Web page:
I remember that Lina, Rahman and their kids, Mona and Raphil, occupied apartment 16, round the corner from us. Kaniz, Yunus and baby Ameen lived one floor above us. On other floors were our friends Elaine and Mow Lum, Farhad and Shahwar, and Gulshad and her husband, whose name escapes me.

How could I forget the satay party we had for Rahman and Yunus and their families, our place being too small to accommodate everyone we knew at Westbury Court.

Now satay required pressed rice cubes, easily come by today. But I had to improvise. I filled two clear, sealable plastic bags with very soft rice and kneaded the rice to smoothen it before laying the bags on a flat board and placing another board on it. I then plonked my heavy rice bin on top. After several hours I could produce very good looking rice cubes!

Samad hurried back from work and, before he could shed off his jacket and tie, helped me grind peanuts for the all-important satay sauce. No satay meal could be enjoyed without a good peanut sauce so I gave my all to producing the best sauce I could. My skewered and grilled beef and chicken turned out looking quite delectable, I thought. I sliced some cucumbers and onions and we were ready for our guests! I’d like to think our first satay party was a success. Everyone did justice to the food.


I vividly recall travelling all the way to distant Fleet Street late one night because Samad wanted to buy the first issue of the London Times as it rolled off the presses at about 4 o’clock in the morning. It would carry the final Bar-at-Law exam results, the results that would determine his future, Samad felt, rightly or not.

We got there well before 4am so decided to catch Stanley Kubrick’s newly released “2001: A Space Odyssey” at a nearby cinema at midnight. I was intrigued by the encounters between the humans and the black monoliths and asked Samad what he thought about them. And about HAL 9000, the computer that controlled the spaceship’s journey to Jupiter. While his future hung in the balance, mysterious black monoliths and journeys to Jupiter understandably held no interest for him.

We rushed to the Times printing office to find a slew of people already scrambling for the paper. Samad grabbed a copy, scanned it carefully, and gave me a huge smile, his face beaming with happiness. He’d made it! He was now a Barrister-at-Law. It had taken him close to four years.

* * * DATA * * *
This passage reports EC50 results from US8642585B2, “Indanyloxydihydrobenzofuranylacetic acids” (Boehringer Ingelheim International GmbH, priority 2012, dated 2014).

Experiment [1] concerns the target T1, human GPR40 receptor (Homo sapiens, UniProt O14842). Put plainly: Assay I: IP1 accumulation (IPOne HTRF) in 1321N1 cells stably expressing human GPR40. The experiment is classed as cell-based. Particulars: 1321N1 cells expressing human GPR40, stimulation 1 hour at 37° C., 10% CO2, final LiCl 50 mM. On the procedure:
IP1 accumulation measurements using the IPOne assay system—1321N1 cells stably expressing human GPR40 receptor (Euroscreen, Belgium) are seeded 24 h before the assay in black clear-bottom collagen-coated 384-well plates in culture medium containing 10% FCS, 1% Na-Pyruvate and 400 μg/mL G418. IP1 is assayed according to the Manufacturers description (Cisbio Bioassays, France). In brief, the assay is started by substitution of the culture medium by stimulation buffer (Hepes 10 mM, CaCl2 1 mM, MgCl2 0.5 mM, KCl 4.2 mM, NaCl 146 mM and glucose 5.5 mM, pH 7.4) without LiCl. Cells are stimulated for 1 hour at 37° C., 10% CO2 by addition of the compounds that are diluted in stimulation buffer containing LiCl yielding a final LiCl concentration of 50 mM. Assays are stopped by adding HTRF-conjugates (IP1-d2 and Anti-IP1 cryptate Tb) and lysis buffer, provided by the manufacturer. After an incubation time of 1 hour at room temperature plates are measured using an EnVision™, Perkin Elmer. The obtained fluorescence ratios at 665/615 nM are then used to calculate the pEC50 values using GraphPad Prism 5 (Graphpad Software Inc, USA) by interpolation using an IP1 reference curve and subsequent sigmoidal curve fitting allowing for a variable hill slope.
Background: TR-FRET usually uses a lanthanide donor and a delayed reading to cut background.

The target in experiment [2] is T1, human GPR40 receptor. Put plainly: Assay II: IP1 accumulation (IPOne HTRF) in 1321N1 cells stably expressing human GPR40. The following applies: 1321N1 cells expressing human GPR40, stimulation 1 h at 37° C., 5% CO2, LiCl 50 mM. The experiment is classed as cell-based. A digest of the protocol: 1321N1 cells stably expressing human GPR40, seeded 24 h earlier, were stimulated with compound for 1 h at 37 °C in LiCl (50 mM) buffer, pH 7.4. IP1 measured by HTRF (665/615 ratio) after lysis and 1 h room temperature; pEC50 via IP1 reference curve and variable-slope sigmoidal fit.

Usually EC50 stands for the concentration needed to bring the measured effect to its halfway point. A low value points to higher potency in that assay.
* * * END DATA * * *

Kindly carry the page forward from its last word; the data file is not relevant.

All around us people whooped and cheered and hugged each other joyfully. The nearby pubs were soon filled with people celebrating their success in the exams. Apparently, the unlucky ones who didn’t make it also gravitated to the pubs, to drown their sorrows.

We were saddened to read in the Times, a day later, about the failed student who had leapt into the Thames to end it all.


Amir was born at the South London Hospital for Women, located across the road from Westbury Court, two years after I arrived in London. Suddenly our lives changed. We were the proud parents of a very dear and precious little baby. (See Blog titled, “Baby Amir’s Diary” for more on Amir’s first two years).

When he was two months old I had to resume my work at MSD. Fortunately I found Mrs Mundy, a trained nurse, who was willing to look after him. She lived at Gaskarth Road, a short distance from us. She also looked after two-year-old David and Baby Anusha.

Every morning before going to work, I’d push Amir in his pram and leave him with Mrs Mundy. She loved the outdoors and never tired of taking Amir along with David and baby Anusha, to Clapham Common or to a playground near Poynders Road which had a little pond. Sometimes her ten-year-old son Adrian would go with them. Amir thrived during the years he was in Mrs Mundy’s care.

Just before Amir turned two, we left for home. But more than 40 years later, we had journeyed all the way back to Clapham South.

As we looked around us we saw that Westbury Court had weathered the years well, its reddish brown stripes still in place. But almost everything else had changed. Modern apartment blocks lined the main road. New shops and fancy restaurants had sprung up, among them a large Marks and Spencer Simply Food, Sainsbury, even an Internet cafe. We had delicious lamb briani for lunch at the Chatkara, an Indian restaurant that wasn’t there before.

The South London Hospital for Women was no more. In its place, a handsome new apartment block. But Clapham Common, opposite Westbury Court, where we had spent many happy times with baby Amir, was still there, as large, fresh and green as ever.


We just had to see dear Mrs Mundy again. Would she remember us after all these years? When we rang the bell at 25 Gaskarth Road, a lady who certainly didn’t resemble Mrs Mundy, opened the door. It was Pushpa, their neighbour. They’d gone to the hospital but would be back momentarily, she assured us. We left the small gifts we’d brought, some wine, boxes of chocolates, biscuits and sandwiches, with Pusha, and left for lunch.

On our way back to Gaskarth Road we ran into the Mundys who were making their way home. They had just gotten off the bus.


We were amazed! Although Mr Mundy had turned 85 and his wife 83, they looked just as we remembered them all those years ago. Mrs Mundy, wearing a pretty red dress and a pink cardigan, smiled radiantly and greeted us ever so warmly. Soft spoken Mr Mundy was a little shy as usual. A lot of hugging followed and then we walked back to their home together.

We installed ourselves comfortably in the living room and chatted about old times. Mrs Mundy’s hearing was slightly impaired and her memory was less than sharp. But she was as forceful, lively, chatty and warm as ever.